Old news offers nothing new
When it comes to a neck-and-neck election, old news could make a splash - and perhaps hurt. Yesterday saw leading Beijing- and government-friendly newspapers give prominent coverage to a second attempt by a former top graft fighter Alex Tsui Ka-kit (the first was in 1995) to press for a fresh investigation into alleged abuses by former chief secretary Anson Chan Fang On-sang over her property transactions in 1993. Tsui, an ICAC deputy director before being sacked in 1993, had questioned her obtaining a 100 per cent mortgage from Hang Seng Bank to facilitate the transactions. He wrote an open letter, published in the Sing Tao Daily on Tuesday, in his capacity as 'a taxpayer'. On Tuesday afternoon, he hired a hotel conference room to respond to media inquiries about his article. He said his archival activities had nothing to do with the Legco by-election on December 2, despite emphasising that Mrs Chan, 'if she seeks to be the people's representative' should clarify the situation which had remained a mystery all these years. More intriguing, media organisations the same day received anonymous e-mails detailing the loans granted to Mrs Chan's daughter recently. A glance at the archives of this newspaper revealed an article in which Mrs Chan explained the mortgage loan was granted after the flat, plus another property, had been offered as security.
Mr Charisma's charms
Barrister and Legco by-election candidate Lee Wing-kin certainly has no pretensions towards acting as a man of the people. When interviewed by Cable TV, Mr Lee did not shy away from questions about his eccentricities - which include singing lyrics when introducing himself at an election forum - saying his outstanding feature was his willingness to break from tradition. 'If my intellectual awareness was the same as that of a normal citizen, I would just be a voter,' he said. He also picked out pictures of himself in university days as an example of how, even then, he had the 'charisma of a natural leader'.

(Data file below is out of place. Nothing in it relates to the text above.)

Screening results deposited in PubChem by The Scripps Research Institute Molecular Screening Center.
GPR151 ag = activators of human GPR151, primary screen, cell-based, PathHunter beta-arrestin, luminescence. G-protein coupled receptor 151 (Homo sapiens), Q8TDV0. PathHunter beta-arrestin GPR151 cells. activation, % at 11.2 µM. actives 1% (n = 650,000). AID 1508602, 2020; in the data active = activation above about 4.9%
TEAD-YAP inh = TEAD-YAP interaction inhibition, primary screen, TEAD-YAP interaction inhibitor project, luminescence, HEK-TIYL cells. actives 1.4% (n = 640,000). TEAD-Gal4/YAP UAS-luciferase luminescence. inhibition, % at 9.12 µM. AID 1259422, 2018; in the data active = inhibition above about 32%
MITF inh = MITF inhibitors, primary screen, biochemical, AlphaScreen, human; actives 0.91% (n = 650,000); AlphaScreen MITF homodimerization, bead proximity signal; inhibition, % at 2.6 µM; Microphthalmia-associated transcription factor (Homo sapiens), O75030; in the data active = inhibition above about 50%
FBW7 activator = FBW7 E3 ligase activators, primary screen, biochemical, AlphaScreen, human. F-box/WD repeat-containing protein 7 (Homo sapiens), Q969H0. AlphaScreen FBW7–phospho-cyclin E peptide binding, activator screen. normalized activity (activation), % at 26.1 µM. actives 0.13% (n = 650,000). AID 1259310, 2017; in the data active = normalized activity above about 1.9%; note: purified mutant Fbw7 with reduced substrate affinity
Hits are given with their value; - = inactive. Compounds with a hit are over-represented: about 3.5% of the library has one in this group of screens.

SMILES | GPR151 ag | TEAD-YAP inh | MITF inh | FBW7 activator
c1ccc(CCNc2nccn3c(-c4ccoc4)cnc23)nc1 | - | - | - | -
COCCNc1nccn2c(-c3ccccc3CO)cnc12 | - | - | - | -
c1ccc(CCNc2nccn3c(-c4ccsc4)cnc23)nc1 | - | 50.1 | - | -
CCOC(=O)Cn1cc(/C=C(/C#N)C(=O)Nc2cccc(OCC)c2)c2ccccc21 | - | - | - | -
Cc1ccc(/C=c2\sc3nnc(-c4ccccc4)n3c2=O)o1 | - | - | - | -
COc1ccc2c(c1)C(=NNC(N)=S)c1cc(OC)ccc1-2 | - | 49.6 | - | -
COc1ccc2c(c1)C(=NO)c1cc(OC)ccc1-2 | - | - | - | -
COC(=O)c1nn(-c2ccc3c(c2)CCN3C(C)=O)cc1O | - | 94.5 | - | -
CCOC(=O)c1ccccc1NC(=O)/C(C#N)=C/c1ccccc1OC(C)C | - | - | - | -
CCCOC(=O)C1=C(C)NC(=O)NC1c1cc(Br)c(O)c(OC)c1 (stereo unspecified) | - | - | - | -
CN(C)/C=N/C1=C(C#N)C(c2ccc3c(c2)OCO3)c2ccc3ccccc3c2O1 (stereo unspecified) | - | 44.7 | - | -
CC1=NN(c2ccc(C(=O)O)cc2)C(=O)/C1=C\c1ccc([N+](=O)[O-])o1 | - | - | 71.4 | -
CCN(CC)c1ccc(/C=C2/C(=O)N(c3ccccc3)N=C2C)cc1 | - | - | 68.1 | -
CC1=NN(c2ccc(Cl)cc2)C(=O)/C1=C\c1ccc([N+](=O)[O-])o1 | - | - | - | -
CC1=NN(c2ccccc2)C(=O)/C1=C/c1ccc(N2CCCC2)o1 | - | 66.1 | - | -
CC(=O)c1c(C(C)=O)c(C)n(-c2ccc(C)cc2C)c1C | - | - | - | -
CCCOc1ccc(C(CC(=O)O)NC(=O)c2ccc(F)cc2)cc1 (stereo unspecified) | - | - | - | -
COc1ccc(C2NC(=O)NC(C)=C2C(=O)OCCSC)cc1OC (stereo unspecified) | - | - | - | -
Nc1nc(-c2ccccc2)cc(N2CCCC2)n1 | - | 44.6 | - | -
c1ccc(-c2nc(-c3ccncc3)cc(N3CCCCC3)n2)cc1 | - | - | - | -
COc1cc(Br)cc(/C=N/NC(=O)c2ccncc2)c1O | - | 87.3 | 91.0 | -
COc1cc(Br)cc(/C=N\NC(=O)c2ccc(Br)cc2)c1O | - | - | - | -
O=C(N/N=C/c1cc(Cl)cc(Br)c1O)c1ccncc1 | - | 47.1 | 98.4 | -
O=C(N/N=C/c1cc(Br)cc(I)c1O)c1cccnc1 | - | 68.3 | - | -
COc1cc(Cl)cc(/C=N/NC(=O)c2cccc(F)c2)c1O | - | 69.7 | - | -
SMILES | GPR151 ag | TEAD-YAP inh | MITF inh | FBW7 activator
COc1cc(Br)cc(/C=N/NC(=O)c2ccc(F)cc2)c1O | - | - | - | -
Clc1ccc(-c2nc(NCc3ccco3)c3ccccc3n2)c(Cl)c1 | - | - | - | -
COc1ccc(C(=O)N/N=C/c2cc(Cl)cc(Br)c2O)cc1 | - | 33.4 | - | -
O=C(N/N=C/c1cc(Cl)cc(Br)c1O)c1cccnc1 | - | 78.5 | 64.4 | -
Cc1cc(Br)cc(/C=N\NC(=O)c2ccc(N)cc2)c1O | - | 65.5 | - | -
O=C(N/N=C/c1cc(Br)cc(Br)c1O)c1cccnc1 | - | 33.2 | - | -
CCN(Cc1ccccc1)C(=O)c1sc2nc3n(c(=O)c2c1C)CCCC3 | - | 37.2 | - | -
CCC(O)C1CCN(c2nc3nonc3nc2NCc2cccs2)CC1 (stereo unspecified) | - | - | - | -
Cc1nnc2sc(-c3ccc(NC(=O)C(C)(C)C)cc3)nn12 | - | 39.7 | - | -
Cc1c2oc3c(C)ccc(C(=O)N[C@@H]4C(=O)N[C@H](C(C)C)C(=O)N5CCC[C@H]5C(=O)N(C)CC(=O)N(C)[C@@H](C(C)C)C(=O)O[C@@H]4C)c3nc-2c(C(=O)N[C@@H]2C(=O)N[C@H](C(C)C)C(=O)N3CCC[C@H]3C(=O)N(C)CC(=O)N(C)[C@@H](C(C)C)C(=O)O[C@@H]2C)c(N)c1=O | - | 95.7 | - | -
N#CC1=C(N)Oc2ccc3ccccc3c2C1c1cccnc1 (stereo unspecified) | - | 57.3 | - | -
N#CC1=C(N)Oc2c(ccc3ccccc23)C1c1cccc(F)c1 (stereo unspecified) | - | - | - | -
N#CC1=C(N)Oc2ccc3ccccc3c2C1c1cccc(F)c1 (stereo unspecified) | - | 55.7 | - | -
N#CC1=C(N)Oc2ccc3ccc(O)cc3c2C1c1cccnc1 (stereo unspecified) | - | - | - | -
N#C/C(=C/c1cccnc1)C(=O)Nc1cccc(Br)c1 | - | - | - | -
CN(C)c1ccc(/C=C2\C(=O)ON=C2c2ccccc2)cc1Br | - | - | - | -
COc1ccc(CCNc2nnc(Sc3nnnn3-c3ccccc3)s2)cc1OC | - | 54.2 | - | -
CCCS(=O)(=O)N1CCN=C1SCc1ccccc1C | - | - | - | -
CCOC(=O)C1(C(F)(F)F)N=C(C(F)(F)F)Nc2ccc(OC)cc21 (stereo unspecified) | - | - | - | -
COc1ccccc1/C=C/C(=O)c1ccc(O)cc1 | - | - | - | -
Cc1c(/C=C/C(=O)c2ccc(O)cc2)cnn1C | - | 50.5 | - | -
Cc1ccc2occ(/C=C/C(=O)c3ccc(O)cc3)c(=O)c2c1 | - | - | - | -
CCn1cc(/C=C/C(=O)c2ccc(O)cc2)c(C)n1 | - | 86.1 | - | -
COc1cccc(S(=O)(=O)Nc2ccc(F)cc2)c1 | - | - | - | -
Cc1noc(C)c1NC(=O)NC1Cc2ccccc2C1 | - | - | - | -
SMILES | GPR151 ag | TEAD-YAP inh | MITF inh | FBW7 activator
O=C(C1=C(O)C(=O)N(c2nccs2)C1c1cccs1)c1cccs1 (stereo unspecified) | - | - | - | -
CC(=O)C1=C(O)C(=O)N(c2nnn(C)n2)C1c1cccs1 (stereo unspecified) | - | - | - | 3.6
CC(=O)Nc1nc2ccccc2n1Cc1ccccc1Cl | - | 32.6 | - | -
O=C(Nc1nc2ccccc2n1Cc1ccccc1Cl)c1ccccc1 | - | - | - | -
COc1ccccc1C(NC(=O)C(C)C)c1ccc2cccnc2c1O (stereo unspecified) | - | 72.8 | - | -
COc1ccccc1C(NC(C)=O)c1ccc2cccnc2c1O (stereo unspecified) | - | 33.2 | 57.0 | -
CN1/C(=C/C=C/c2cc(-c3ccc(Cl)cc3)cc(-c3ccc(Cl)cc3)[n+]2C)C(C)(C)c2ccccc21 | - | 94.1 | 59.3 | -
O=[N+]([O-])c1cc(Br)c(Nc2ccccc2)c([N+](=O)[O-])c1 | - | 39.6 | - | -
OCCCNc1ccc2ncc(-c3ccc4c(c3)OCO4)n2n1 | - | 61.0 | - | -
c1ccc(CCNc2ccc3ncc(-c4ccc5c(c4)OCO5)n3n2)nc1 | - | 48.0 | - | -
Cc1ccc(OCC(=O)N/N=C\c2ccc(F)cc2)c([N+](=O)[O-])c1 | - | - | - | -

A pressing concern
It's usually the pan-democrats who come out with all guns blazing against government agencies putting unnecessary pressure on the media. Yesterday, it was the Beijing-friendly camp which questioned the security chief over whether police had considered the damaging effect on press freedom after they visited the offices of the Oriental Daily News. Police acted following an anonymous complaint against a democrat-bashing article headlined 'Don't reason with the treacherous gang, just bash them' published in The Sun, a sister daily of the newspaper last year.
Tycoon issues a handbills challenge
Property tycoon Ronnie Chan Chi-chung has challenged The Frontier legislator Emily Lau Wai-hing to join a search for the truth, at the University of Hong Kong. At the centre of controversy are claims he made earlier that Ms Lau distributed election handbills of Anson Chan Fang On-sang while giving a lecture. Ms Lau has denied this. In a letter sent to Ms Lau, Mr Chan wrote : 'When I spoke to the HKU class on November 7, more than 60 of them said you spoke on October 24 and distributed the handbills. Are they all telling lies? Or is Ms Lau forgetful? I sincerely invite you to attend the same class to examine the facts ... Anytime you want.'